Integrated Social Protection Systems: Enhancing Equity for Children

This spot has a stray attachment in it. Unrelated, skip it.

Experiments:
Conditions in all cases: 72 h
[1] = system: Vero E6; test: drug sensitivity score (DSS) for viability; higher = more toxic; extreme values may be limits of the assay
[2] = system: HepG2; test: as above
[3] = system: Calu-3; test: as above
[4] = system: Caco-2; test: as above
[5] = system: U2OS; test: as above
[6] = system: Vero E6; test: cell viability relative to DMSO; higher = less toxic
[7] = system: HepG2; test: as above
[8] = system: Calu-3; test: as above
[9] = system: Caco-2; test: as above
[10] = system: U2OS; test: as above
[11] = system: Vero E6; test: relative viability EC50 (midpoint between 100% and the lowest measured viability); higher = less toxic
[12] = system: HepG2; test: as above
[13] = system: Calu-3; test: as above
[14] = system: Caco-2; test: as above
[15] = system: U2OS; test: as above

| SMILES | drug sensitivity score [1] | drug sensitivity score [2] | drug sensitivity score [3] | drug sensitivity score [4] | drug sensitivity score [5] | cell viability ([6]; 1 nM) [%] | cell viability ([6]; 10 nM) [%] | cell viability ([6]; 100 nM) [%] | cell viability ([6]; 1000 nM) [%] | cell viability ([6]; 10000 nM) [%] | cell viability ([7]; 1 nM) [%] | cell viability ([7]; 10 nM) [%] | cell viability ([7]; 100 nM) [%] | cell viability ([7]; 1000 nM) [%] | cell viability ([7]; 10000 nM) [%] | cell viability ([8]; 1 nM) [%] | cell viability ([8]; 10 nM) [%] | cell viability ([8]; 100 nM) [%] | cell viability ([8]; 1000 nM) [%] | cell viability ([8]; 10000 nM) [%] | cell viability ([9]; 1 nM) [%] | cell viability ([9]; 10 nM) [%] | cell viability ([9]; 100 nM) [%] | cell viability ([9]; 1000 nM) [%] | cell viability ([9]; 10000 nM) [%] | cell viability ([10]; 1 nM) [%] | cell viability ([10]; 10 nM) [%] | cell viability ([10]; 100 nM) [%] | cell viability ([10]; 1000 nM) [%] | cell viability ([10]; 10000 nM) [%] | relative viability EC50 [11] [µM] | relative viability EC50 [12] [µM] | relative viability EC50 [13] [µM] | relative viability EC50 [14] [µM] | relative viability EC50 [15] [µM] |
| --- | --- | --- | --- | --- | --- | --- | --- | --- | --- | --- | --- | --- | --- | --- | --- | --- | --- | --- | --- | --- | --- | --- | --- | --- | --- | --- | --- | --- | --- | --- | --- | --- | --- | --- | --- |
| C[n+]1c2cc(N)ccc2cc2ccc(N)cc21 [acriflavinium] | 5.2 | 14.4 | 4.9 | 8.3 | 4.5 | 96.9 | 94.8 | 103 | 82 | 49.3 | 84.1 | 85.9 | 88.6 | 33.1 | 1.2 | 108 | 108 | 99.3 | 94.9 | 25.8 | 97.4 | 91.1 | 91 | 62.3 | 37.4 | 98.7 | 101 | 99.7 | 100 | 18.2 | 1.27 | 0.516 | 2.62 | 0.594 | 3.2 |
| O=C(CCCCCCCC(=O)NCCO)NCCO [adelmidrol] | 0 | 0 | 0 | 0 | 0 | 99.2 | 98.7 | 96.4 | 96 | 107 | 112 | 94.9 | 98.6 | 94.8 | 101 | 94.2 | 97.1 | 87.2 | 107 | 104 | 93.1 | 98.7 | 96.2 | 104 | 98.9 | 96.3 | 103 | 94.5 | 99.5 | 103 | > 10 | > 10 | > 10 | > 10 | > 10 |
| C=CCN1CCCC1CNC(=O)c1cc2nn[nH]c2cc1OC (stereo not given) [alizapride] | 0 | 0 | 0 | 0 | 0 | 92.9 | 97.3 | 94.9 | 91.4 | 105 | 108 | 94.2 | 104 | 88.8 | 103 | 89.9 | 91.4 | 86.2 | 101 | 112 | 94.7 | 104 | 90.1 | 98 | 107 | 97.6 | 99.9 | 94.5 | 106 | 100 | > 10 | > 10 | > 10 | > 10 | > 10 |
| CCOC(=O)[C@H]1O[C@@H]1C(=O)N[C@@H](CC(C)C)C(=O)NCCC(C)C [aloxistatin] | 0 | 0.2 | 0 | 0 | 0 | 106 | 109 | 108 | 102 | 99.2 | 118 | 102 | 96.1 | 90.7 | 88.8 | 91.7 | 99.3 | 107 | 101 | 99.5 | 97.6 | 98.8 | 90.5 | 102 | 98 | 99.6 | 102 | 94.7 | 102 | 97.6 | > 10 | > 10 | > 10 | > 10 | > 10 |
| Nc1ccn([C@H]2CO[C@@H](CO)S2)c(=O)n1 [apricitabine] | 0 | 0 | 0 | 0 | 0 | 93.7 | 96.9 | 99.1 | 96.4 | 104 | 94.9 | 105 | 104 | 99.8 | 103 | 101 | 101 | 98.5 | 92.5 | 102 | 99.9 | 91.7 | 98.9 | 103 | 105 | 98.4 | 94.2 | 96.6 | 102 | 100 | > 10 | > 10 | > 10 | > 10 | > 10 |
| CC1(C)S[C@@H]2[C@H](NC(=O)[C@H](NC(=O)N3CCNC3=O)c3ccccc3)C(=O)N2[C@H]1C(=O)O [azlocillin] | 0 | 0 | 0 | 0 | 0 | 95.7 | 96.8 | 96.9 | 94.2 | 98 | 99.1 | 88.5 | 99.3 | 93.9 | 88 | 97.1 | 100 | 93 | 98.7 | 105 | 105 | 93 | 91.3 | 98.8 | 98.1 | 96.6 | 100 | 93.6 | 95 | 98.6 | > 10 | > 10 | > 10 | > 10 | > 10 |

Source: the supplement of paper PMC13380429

The Social Protection Strategic Framework makes the case for investing in social protection for children, and demonstrates how social protection is a cross-cutting tool with the potential to complement investments across sectors, resulting in more equitable outcomes. Social protection helps increase households’ capacity to take care of their families and overcome barriers to accessing services, such as poverty, discrimination, and remote location. While social protection is important for societies in general, it also reaches the most vulnerable children and families – for whom barriers tend to remain even when services and national human devel- opment averages improve. For example, while improving the availability of schools and quality of education will help get more children to enrol and stay in school, the children of poor families who cannot afford school supplies or who de- pend on income from child labour are still likely to not enrol, attend less, and drop-out early. Similarly, people living with HIV/AIDS may not access or receive existing health services due to mobility issues or stigma and discrimination. In these cases, social protection instruments such as cash transfers, home-based care, and anti-discrimination legislation boost income and food security and provide social support to even the playing field so that the most excluded are also able to benefit from health, education, water and sanitation, and other social services.